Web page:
Comparing SN and CN

In this comparison, we explore the SN and CN network structures, first by visualizing them, and second by analyzing their similarity and network measures. The network visualizations are shown in Figs. 35. Node sizes are proportional to the three network measures (degree centrality, betweenness centrality, and local clustering coefficient). In order to make it possible to display all of these combinations in a simple but meaningful way, we have one figure per network measure. There are two panes in each figure corresponding to the network datasets. As an overall comment, we can say that the two networks look qualitatively very different from each other in terms of number of nodes and connectivity. Depending on which source of data we compare, the picture of the situation can change quite a bit.

Fig 4. Networks with nodes sized by betweenness centrality.

Upper panel: SN-: surveillance network, lower panel: CN: -co-offending network. Data from 1995–2010.

Fig 5. Networks with nodes sized by local clustering coefficient.

Upper panel: SN-: surveillance network, lower panel: CN: -co-offending network. Data from 1995–2010.

Now we make a comparison based on network similarity. The surveillance network SN has 234 nodes and 315 links, while the co-offending network CN has 311 nodes and 409 links. Given that both datasets come from the same street gang, a natural question to ask is to what extend the two networks differ in a meaningful way. To address this question, we use the notion of graph edit distance (GED). In our case, the calculation is simplified considerably by the fact that node labels are unique, so we can identify the overlap between SN and CN, which consists of 64 nodes. So, for instance, going from CN to SN implies 311–64 = 247 node deletions, and 234–64 = 170 node additions, for a total of 417 node changes. The link changes amount to 628, giving a GED of 1,045. The same is true for the inverse problem. The maximum number of changes would correspond to the case where the networks were completely different. In that situation, and taking CN as the start network, we would have to remove all of the CN (311 nodes and 409 links) and put all of the SN (234 nodes and 315 links), for a total of 1,269 changes. Therefore, the relative GED in our case is 1,045/1,269 = 0.82. This is clearly an indication that the networks are highly dissimilar, as the number is close to 1.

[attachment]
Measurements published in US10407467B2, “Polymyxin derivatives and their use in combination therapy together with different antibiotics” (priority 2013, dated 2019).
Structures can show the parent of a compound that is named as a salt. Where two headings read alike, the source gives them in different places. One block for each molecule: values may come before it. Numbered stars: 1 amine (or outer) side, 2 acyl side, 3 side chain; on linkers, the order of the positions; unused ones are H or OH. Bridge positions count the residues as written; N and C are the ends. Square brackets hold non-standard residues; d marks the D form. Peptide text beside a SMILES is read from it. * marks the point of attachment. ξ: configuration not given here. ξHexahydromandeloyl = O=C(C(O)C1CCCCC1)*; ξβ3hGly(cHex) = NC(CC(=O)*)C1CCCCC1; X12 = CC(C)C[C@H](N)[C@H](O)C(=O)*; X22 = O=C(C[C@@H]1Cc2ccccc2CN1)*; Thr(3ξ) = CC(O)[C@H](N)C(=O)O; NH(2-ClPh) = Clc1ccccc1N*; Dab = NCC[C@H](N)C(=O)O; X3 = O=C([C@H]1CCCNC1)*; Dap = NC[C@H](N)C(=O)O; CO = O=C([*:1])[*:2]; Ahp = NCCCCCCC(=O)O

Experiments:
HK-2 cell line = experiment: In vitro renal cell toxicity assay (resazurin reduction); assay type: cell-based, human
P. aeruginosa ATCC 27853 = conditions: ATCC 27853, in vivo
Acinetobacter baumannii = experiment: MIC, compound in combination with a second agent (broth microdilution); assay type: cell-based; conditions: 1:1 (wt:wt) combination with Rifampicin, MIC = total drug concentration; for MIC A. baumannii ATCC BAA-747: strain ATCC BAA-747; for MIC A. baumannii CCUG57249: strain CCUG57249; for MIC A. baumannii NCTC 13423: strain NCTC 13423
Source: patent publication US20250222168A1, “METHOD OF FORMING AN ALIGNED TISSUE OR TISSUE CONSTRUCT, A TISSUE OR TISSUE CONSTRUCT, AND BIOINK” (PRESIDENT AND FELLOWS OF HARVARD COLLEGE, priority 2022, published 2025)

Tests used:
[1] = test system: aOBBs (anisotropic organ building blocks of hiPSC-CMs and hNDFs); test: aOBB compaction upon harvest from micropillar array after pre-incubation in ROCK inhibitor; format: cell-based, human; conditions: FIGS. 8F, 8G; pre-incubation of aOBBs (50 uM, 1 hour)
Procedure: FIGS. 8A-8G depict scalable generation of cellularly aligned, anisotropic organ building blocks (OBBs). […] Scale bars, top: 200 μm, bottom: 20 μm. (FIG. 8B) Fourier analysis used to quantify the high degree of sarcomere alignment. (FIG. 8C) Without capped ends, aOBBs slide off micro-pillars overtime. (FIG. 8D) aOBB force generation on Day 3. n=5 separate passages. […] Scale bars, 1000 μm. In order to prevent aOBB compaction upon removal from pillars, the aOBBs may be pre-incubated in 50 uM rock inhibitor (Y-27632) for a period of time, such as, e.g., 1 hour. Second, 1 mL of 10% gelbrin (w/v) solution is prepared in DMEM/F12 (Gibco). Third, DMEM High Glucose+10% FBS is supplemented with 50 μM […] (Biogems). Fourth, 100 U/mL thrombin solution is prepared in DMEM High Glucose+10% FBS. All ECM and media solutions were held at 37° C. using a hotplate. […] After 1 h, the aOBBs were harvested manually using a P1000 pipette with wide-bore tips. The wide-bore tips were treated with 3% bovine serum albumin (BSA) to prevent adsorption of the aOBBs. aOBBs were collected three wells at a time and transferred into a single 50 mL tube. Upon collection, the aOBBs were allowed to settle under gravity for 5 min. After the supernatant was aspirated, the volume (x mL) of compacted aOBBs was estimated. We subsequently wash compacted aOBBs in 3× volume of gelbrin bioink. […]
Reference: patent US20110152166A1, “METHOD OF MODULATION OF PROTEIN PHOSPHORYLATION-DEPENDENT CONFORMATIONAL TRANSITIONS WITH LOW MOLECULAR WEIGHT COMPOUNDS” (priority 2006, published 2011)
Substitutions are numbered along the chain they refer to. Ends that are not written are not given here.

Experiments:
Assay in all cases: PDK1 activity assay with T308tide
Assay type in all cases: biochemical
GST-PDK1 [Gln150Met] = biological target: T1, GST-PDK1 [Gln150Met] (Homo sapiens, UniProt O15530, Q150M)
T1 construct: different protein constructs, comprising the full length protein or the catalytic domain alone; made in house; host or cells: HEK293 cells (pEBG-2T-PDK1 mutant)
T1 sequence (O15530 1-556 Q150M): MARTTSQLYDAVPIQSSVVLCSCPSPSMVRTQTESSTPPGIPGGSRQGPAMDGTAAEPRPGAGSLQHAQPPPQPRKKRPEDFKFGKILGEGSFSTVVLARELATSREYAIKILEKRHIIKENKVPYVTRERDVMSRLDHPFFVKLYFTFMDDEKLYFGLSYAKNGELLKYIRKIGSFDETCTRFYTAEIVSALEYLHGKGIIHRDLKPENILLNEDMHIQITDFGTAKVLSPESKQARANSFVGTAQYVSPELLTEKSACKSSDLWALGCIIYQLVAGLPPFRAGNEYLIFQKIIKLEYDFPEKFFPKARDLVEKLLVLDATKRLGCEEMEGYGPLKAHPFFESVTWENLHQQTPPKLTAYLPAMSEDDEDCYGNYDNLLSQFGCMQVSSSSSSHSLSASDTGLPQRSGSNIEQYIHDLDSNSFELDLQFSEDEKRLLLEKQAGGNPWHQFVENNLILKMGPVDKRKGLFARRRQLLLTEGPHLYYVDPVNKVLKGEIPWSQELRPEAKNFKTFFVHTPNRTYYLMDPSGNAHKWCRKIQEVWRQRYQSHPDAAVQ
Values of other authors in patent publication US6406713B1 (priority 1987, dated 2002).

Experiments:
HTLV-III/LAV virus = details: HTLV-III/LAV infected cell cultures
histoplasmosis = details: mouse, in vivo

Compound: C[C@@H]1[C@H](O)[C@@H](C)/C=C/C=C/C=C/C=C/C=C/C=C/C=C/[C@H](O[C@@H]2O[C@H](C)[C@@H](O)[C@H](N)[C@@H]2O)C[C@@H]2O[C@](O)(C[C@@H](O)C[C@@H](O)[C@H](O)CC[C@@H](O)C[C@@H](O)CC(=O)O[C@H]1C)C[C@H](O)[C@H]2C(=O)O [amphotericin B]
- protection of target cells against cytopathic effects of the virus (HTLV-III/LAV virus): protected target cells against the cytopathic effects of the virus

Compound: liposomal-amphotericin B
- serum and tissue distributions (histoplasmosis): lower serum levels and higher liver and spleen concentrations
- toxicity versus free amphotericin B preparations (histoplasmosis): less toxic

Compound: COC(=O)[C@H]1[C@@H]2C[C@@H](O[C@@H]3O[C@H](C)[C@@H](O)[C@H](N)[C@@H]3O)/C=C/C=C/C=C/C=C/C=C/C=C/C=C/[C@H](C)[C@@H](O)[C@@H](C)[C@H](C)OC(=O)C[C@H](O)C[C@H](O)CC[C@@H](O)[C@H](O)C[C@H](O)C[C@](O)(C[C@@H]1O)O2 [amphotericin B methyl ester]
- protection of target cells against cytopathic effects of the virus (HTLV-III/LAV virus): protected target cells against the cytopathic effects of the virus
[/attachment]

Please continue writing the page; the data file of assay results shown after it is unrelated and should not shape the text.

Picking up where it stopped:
Going into network measures, Fig. 2 features node sizes by degree centrality. Level 1 and level 3 nodes are more central than level 2 nodes. As previous comparisons showed, the structures are quite different. The CN shows a clearer picture in terms of structuring and crime activities. The activities captured by the surveillance operation and represented in the SN do not clearly match the resulting criminal activities in the CN.

The case of betweenness centrality is seen in Fig. 4. Here, the highest centrality scores do correspond to gang members. On the other hand, it is interesting to observe the interaction between betweenness centrality and hierarchy. In the surveillance and especially in the co-offending network, level 1 nodes (i.e., gang members 1–3) display high centrality scores, indicating that positions up in the hierarchy have higher brokerage potential. However, nodes having scores next to the highest ones do not belong to level 2, but to level 3 (gang members M7 and up). So the hierarchy does not reflect the ordering coming from betweenness centrality scores.

Finally, Fig. 5 presents nodes scaled by local clustering coefficient. One interesting feature of this plot is that nodes with high values of local clustering are, for the most part, not gang members. Those gang members who have high clustering differ across networks. This pattern applies to both networks and suggests that processes of cooperation and crime co-offending surpass gang boundaries to a certain extent. Moreover, in the CN, one high-ranked node is M31, who is actually one of the members that was expelled from the gang.

A summary of network properties and measures is shown in Tables 2 and 3. The full numerical results are reported in Table 4. Table 4 features the three network measures for each of the network datasets. Scores are shown by gang member number, accompanied by the ranking in each list. Low rank numbers correspond to high values on that particular list. Lists are ordered by the rank number in the co-offending network. The top five scores are shown in bold numbers. Hierarchy ranking according to IN 2007 and 2010 are shown for reference and comparison.